November 17, 2014 —  TRUSTe, Inc., a major provider of privacy certifications for online businesses, has agreed to settle FTC charges that it deceived consumers about its recertification program for company’s privacy practices, as well as perpetuated its misrepresentation as a non-profit entity.  The FTC alleges that from 2006 until January 2013, TRUSTe failed to conduct annual recertifications of companies holding TRUSTe privacy seals in over 1,000 incidences, despite providing information on its website that companies holding TRUSTe Certified Privacy Seals receive recertification every year.  FTC Chairwoman Edith Ramirez said “TRUSTe promised to hold companies accountable for protecting consumer privacy, but it fell short of that pledge.”   FTC

November 10, 2014 — Norm Thompson Outfitters. Inc., and Wacoal America, Inc. agreed to pay to pay $230,000 and $1.3 million, respectively, to settle charges that their marketing claims for their caffeine-infused products were false and not substantiated by scientific evidence.  In settling the charges, the companies are banned from claiming that any garment that contains any drug or cosmetic causes substantial weight or fat loss or a substantial reduction in body size. The companies also are prohibited from making claims that any drug or cosmetic reduces or eliminates cellulite or reduces body fat, unless they are not misleading and can be substantiated by competent and reliable scientific evidence.  FTC

November 6, 2014 — MPHJ Technology Investments, LLC, and its law firm agreed to settle charges that they used deceptive sales claims and phony legal threats in letters that accused thousands of small businesses around the United States of patent infringement.  According to the FTC,  the company bought patents relating to network computer scanning technology, and then told thousands of small businesses that they were likely infringing the patents and should purchase a license.  In more than 9,000 letters sent under the names of numerous MPHJ subsidiaries falsely represented that many other companies had already agreed to pay thousands of dollars for licenses.  FTC

October 2014

October 30, 2014 —  FTC charges Gerber Products Co., also doing business as Nestlé Nutrition, with deceptively advertising that feeding its Good Start Gentle formula to infants with a family history of allergies prevents or reduces the risk that they will develop allergies.  The FTC also alleges that Gerber has falsely advertised Good Start Gentle’s health claims as FDA-approved. The FTC is seeking to prohibit Gerber from making the alleged false and unsubstantiated allergy-prevention claims.  FTC

October 29, 2014 — JDI Dating Ltd., an England-based company, and its owner William Mark Thomas, agreed to settle charges alleging the company used fake, computer-generated profiles  to trick users into upgrading to paid memberships and charging these members a recurring monthly fee without their consent.  The settlement prohibits the defendants from misrepresenting material facts about any product or service and requires that, before obtaining consumers’ billing information for a product with a negative-option feature, the defendants clearly disclose the name of the seller or provider, a product description and its cost, the length of any trial period, the fact that charges will continue unless the consumer cancels, the deadline for canceling, and the mechanism to stop recurring charges. The order also requires the defendants to pay $616,165 in redress.  FTC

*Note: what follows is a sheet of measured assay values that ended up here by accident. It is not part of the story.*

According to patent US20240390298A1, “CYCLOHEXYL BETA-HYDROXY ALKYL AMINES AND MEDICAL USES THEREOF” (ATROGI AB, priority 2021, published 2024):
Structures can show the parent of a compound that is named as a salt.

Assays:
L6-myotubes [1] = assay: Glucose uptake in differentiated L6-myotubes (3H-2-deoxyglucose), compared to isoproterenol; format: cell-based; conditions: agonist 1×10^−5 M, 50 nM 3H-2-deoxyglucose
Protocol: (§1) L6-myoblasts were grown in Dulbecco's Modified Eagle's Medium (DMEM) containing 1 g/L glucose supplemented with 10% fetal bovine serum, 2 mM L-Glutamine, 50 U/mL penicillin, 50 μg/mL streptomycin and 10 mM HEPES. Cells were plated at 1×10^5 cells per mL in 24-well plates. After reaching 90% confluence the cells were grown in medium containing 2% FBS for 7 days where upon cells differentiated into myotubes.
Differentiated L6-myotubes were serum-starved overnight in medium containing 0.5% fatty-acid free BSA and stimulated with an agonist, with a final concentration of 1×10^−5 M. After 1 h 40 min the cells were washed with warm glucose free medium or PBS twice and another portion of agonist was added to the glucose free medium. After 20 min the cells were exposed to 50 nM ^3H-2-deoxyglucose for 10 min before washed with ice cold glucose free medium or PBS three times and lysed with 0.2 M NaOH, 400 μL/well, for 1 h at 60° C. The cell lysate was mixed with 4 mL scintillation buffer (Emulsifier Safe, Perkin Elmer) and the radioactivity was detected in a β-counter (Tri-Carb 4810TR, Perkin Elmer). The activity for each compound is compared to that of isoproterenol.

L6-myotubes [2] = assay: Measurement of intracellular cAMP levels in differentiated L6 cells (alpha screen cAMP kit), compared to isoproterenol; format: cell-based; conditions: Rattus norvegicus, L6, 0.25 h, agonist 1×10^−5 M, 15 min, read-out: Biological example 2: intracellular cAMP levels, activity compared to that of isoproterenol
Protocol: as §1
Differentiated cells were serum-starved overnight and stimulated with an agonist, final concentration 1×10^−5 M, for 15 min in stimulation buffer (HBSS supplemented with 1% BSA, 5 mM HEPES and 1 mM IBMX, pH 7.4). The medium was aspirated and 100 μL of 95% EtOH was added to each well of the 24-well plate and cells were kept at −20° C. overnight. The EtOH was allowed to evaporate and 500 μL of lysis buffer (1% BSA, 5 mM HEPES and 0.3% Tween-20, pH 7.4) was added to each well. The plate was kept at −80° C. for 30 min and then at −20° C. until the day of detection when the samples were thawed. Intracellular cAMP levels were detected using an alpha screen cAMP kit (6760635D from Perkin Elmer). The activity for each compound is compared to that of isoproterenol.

October 28, 2014 – FTC charges AT&T Mobility, LLC with misleading millions of its smartphone customers by charging them for “unlimited” data plans while reducing their data speeds, in some cases by nearly 90 percent.  The FTC’s complaint alleges that the company failed to adequately disclose to its customers on unlimited data plans that, if they reach a certain amount of data use in a given billing cycle, AT&T reduces – or “throttles” – their data speeds to the point that many common mobile phone applications – like web browsing, GPS navigation and watching streaming video –  become difficult or nearly impossible to use.  FTC

October 24, 2014 —  HealthyLife Sciences, LLC and its former CEO settle charges that they deceived consumers with promises that their Healthe Trim supplements would burn fat, increase metabolism, and suppress appetite and made false and unsubstantiated claims that Healthe Trim supplements would cause rapid and substantial weight loss.   Advertisements for Healthe Trim, which used the tagline “Get High School Skinny,” relied heavily on consumer testimonials that portrayed losing weight as easy.   The settlement bans the former CEO from the weight-loss industry and HealthyLife Sciences is banned from making any of the seven weight-loss claims that the FTC has publicly advised are scientifically infeasible, with respect to any supplement, over-the-counter drug, or any product rubbed into or worn on the skin.  FTC

October 23, 2014 – A court shut down Centro Natural Corp. and Sumore L.L.C., at the FTC’s request, on allegations that they operate a phantom debt collection operation that deceived and abused thousands of Spanish-speaking consumers across the country in an attempt to collect money they did not even owe.  According to the FTC, the companies bilked consumers out of at least two million dollars by cold-calling consumers and threatening them with harsh consequences, such as arrest, legal actions, and immigration status investigations, if they failed to make large payments on bogus debts.  The defendants’ telemarketers also pressured and deceived consumers into paying for unwanted products by telling consumers it would “settle” their debt.  The FTC is seeking a court order permanently stopping the defendants’ scam.  FTC